Wednesday, January 12, 2022
Marion Werkheiser, Managing Partner, Attorney at Law
Cultural Heritage Partners, PLLC
Mobile: (703) 489-6059
FOR IMMEDIATE RELEASE
AS U.S. SUPREME COURT CONSIDERS INDIAN CHILD WELFARE ACT, VIRGINIA TRIBES PRAISE ATTORNEY GENERAL’S BOLD AFFIRMATION OF THE LAW’S IMPORTANCE
Richmond, VA — Virginia Attorney General Mark Herring issued an official opinion yesterday affirming the Indian Child Welfare Act (ICWA). The opinion confirms that ICWA applies in Virginia cases that involve, or could result in, foster care placement, termination of parental rights, and pre-adoptive or adoptive placements for Indian children. Attorney General Herring’s opinion concludes by emphasizing that “state and federal law require that Virginia courts protect the interest of Indian children and promote the security and stability of federally recognized tribes.”
Chief Anne Richardson of the Rappahannock Tribe remarked, “Especially given the recent efforts by certain states to attack ICWA and undermine tribal sovereignty, I am grateful that Attorney General Herring has taken this opportunity to voice unwavering support for this important cultural preservation law.” This Friday, the U.S. Supreme Court will consider whether to hear a case challenging the Indian Child Welfare Act.
Congress enacted ICWA in 1978 in response to the longstanding federal policy of removing Indian children from their families and tribes. Chief Stephen Adkins of the Chickahominy Indian Tribe said: “Before ICWA was passed, children were removed from the care of their parents and sent to boarding schools or adopted by white families. Because of ICWA, more Indian children will grow up knowing their history and culture, and their families and tribes will be stronger as a result.”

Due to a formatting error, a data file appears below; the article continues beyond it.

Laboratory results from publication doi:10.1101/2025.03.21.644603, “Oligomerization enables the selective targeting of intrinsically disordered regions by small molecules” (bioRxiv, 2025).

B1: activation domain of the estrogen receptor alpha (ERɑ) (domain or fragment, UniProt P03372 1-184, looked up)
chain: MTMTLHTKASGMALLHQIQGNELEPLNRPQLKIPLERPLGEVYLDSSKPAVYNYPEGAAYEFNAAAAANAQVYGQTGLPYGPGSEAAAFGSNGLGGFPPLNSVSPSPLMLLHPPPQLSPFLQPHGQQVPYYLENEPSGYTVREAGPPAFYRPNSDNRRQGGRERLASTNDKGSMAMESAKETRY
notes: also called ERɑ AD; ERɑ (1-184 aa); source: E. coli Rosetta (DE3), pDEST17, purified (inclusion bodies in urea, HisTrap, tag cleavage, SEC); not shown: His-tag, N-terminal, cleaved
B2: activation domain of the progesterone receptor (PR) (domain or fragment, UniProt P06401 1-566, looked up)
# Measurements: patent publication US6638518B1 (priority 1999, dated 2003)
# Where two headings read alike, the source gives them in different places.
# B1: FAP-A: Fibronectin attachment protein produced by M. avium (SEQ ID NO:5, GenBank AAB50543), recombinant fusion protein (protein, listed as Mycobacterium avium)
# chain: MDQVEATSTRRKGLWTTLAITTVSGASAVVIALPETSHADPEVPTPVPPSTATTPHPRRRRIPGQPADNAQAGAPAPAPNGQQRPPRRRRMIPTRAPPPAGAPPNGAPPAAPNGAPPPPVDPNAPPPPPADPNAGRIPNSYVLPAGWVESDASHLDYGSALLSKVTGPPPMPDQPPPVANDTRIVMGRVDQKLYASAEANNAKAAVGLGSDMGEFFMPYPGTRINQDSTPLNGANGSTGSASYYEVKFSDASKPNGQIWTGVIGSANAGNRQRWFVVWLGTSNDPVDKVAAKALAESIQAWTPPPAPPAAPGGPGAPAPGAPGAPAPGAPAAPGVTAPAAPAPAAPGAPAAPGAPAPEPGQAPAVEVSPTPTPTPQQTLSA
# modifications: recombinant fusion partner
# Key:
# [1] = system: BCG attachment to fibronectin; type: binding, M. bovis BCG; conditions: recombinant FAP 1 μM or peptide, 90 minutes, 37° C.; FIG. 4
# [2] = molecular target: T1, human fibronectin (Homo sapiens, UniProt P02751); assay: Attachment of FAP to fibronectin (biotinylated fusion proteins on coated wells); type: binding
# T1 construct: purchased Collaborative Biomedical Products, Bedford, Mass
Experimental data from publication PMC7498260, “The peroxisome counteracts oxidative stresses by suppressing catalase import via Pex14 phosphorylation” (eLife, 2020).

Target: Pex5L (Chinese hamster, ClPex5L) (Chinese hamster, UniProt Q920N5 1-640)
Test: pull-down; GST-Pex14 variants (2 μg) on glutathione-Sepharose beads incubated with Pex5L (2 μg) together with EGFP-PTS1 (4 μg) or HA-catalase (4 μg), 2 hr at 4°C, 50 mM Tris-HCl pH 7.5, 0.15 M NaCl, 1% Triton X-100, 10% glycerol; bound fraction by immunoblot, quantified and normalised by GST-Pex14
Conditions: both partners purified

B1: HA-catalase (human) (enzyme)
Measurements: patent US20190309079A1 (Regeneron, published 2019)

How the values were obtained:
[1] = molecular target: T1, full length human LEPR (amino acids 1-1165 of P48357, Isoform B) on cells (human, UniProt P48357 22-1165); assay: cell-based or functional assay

Virginia is home to seven federally recognized tribes. Marion Werkheiser is the managing partner of Cultural Heritage Partners, PLLC, a law firm that represents the federally recognized Chickahominy Indian Tribe, Chickahominy Indians – Eastern Division, Monacan Indian Nation, Nansemond Indian Nation, Rappahannock Indian Tribe, and Upper Mattaponi Indian Tribe.
Ms. Werkheiser, who regularly works on ICWA cases in Virginia, said, “Attorney General Herring’s opinion comes during a critical time for ICWA. Virginia judges and attorneys need to educate themselves about ICWA as case numbers rise with the recent federal recognition of tribes in the Commonwealth.” On the petitions for certiorari on ICWA pending before the U.S. Supreme Court, she added, “ICWA is based on the political, government-to-government relationship between the United States and federally recognized tribes. It is not based on race.”